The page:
Deep beneath the heart of Sydney, the lives of four ordinary human beings are torn at the seams as they embark upon a work-oriented investigation that results in their capture amidst a frantic web of paranoia and fear.
2011 Australian horror The Tunnel hosts an intimately suffocating first person narrative that, since the likes of Paranormal Activity, has thrived amidst the film industry. An apathetic introduction, intending to provide a meaty informational background to the plot, is what greets the viewer but, although it appears complimentary at first, rapidly begins to overcompensate. The story itself focuses on a budding journalist and three of her camera crew who hear of how the government plan to transform underground tube stations in to a local water supply. However, when the plans come to an unexpected halt, there is little to be said on why and Natasha Warner (played by Bel Deliá) is determined to shed some light on the truth. There is some talk that homeless people who use the tunnels as refuge are mysteriously disappearing. As Natasha, Peter, Steve and Tangles all carry out an investigation in to the grim depths of the underground network, they quickly realise where exactly they have been disappearing to.
The camera-work is inevitably the film’s highlight. The handheld approach allows for an enthrallingly effective manipulation of camera angles, including CCTV and studio perspectives. Incorporated with the raw nature of the acting, namely from Bel Deliá and Steve Davis, the reader is left almost uncomfortably wrapped up in their own suspension of disbelief. The story itself features a typical scenario of people fearlessly pushing their boundaries to degrees which are quite often unrealistic. However, as the plot darkens with Tangles’ disappearance, the characters are left without their bravado and are reduced to a very vulnerable core of their being by the beast that lurks in the shadows.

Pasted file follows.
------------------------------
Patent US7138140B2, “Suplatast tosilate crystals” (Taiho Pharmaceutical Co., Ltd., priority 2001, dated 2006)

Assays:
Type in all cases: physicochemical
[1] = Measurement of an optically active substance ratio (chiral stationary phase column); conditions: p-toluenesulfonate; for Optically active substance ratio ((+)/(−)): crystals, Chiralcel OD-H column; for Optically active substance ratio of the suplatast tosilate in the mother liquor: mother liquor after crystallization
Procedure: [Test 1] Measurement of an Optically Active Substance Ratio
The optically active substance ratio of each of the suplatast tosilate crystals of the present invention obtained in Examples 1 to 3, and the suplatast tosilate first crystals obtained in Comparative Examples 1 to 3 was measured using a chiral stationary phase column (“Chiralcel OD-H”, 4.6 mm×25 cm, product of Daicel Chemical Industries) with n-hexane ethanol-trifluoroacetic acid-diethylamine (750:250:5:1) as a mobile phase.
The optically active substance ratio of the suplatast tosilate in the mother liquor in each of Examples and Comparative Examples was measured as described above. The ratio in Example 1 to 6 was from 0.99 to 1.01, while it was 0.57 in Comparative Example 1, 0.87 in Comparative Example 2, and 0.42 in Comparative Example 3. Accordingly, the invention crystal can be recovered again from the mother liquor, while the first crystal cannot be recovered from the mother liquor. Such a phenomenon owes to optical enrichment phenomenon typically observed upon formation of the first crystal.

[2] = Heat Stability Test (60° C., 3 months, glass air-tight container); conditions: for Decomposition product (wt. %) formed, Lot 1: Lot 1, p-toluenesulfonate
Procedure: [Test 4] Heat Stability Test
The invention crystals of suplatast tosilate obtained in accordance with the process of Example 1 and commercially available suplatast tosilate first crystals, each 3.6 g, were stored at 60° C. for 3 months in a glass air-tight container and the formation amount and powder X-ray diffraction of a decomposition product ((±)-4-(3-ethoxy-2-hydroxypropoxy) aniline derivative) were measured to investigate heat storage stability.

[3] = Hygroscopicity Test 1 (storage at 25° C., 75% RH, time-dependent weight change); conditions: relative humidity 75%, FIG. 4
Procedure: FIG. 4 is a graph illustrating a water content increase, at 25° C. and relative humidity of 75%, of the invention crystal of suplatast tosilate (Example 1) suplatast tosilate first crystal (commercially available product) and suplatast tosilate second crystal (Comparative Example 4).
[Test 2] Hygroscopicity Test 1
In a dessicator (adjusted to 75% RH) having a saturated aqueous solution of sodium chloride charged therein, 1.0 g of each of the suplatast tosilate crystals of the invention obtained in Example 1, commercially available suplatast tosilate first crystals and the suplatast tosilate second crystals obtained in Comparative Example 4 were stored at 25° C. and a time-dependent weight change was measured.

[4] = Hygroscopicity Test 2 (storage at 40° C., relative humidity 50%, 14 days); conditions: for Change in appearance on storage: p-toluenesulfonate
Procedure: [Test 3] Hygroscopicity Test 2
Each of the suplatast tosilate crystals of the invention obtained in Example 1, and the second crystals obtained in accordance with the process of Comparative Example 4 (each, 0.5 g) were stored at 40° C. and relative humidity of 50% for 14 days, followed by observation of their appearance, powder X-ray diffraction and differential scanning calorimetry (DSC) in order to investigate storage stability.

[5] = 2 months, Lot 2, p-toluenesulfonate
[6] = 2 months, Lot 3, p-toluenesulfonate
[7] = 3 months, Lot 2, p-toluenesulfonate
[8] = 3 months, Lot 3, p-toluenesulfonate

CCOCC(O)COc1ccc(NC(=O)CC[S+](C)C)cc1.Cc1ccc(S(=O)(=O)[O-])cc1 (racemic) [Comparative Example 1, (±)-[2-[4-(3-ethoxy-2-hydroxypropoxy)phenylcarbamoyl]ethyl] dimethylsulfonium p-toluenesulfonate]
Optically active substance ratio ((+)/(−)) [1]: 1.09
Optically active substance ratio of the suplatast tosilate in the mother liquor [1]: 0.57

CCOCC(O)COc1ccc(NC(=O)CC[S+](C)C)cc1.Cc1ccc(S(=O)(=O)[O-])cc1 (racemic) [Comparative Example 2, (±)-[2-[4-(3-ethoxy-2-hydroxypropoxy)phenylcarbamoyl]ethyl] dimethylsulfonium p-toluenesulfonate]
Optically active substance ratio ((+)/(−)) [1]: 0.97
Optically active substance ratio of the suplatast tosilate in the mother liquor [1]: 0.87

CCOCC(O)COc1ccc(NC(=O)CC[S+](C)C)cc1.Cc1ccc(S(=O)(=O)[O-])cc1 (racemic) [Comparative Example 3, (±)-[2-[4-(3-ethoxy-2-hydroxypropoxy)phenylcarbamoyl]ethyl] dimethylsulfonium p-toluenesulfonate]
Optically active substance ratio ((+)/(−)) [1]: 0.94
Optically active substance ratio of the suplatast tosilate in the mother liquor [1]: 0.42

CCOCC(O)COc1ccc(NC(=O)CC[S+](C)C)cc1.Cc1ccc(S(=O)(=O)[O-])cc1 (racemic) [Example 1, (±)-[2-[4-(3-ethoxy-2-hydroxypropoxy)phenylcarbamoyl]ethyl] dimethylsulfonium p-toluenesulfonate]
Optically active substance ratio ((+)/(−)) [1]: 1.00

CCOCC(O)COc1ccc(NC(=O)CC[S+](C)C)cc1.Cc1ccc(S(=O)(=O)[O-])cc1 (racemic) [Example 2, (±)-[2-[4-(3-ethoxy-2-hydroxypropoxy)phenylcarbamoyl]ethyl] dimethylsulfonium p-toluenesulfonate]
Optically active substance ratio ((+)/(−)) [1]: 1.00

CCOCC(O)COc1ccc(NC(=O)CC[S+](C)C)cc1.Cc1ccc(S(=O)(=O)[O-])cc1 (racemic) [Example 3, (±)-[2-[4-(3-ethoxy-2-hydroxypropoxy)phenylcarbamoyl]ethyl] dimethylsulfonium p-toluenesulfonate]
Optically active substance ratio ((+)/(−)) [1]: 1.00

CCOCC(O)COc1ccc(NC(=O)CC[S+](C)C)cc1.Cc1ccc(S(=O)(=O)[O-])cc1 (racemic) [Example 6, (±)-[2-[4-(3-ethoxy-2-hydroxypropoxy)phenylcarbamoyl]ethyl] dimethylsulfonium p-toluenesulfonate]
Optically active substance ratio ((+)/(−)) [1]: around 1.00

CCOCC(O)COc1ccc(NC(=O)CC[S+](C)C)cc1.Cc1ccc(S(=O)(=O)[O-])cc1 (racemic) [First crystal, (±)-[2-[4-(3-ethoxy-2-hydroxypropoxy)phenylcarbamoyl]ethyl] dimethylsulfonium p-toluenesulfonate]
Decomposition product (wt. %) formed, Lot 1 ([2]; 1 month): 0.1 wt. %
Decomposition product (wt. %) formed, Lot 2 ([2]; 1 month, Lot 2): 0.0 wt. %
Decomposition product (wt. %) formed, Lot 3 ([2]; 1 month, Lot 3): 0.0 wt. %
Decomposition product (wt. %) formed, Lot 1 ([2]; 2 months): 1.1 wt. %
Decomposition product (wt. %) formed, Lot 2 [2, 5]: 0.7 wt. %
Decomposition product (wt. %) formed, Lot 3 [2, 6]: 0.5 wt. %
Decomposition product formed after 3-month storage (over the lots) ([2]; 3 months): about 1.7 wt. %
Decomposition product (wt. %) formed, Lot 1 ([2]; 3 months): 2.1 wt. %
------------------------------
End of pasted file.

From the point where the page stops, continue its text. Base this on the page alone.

Overall, the mockumentary approach proves initially to be successful and director Carlo Ledesma achieves the perfect balance of climatic scenes to ensure focal fatigue never occurs. However, as The Tunnel progresses, the inclusion of interviews often dismantles the tension built after each scene, preventing you from being able to completely immerse yourself in the storyline. Diversely, Paul Dawkins flaunts a simple but well-crafted soundtrack, providing only the auditory essentials to ensure this horror remains as ominous as possible.
Given that The Tunnel is a crowd-funded film with a meagre AUD$36,000 budget, it is fair to say that writers Enzo Tedeschi and Julian Harvey utilised a fantastic amount of “creativity” to ensure the film’s success. Conclusively, for fans of the close-quarters thrill in ”found footage” films, The Tunnel will adequately entertain but the unstable structure of the film itself, as well as its poorly abrupt choice of ending, truly restrain it from evolving in to a true horror, as opposed to a simple scare-story.